Cross-border day-tripping- Why extra insurance may be worth the few bucks

Most prudent travelers wouldn't dream of taking an international trip without purchasing at least some form of travel insurance. Yet scores of day-trippers cross the Canada-U.S. border without a thought that injury or illness might strike. Nothing could happen in the span of a single day, right?

In fact, traffic accidents are the number one killer among travellers 50 years old and under*. So, even if you're only planning to zip over from Vancouver to Seattle for a few hours of shopping, getting sufficiently covered with appropriate supplemental insurance could pay off big-time if the unforeseen happens.

Doesn't ICBC or MSP cover you already?

British Columbia's provincial health care plan covers some medical expenses when traveling into the U.S., but not all, and coverage is limited. Supplemental travel health insurance typically costs only dollars a day and is widely available through auto clubs, credit cards or private insurers.

Each policy is different. So, before purchasing, make sure that you clearly understand the applicable terms, conditions, limitations, restrictions and exclusions - especially if you have a pre-existing medical condition. Shelling out the few extra dollars for more coverage could save you and your loved ones a heavy financial burden if a one-day jaunt turns into an extended medical stay.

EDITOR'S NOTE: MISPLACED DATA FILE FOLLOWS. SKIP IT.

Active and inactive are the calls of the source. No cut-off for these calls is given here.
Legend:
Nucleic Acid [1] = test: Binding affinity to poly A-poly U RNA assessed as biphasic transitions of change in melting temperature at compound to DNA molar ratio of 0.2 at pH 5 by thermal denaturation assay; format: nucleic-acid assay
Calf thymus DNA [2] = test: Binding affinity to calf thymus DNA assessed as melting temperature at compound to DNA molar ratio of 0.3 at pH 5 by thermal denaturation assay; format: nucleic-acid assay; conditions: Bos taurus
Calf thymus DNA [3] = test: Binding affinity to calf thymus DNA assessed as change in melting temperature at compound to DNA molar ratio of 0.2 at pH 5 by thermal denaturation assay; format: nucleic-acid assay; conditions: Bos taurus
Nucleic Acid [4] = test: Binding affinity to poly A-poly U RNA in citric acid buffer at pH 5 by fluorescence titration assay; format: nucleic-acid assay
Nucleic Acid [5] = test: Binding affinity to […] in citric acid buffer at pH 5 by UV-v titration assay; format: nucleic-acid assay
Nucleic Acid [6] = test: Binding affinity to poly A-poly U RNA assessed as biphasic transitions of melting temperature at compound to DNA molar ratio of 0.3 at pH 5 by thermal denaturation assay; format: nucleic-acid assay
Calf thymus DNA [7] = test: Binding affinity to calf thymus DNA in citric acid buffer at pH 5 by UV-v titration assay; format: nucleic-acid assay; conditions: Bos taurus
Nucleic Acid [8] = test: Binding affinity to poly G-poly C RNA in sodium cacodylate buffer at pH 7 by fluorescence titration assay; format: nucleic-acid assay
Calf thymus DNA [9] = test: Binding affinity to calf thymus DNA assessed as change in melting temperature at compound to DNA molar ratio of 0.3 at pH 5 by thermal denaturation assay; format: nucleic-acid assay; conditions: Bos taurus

Your basic ICBC Autoplan also provides some coverage if you're involved in a car accident south of the border. But insurance laws work very differently in the two countries - and it's usually only when trying to make a claim that things start getting sticky.

Here's one key difference: B.C. law caps damages on pain and suffering, but Washington has no ceiling. So, if you're an at-fault B.C. driver who injures a Washington resident, you could find yourself facing a significantly heftier lawsuit than if the same accident took place back home. That's why many Vancouverites purchase extended third-party liability coverage when driving south.

What to do if you get injured across the border

Whether it's a slip-and-fall or fender bender, seek medical attention immediately after a cross-border accident. Contact the authorities to preserve a written record of the incident.

If you were injured while driving, your first instinct may be to call ICBC. But cross-border injury claims can get very complicated. Before you talk to ICBC, pull out your smartphone - many even do this on the roadside - search for a lawyer that thoroughly understands insurance and injury laws in both countries, and get yourself a legal opinion.

Even a few minutes' ad hoc phone consultation can set you on the right path immediately after an accident - and help you avoid giving ICBC unnecessary information that could potentially harm your claim later.

So, if you're sufficiently covered for illness and injury, packed up and ready to go, get out there and enjoy your cross-border day trip - peace of mind included.

*https://travel.gc.ca/travelling/documents/travel-insurance

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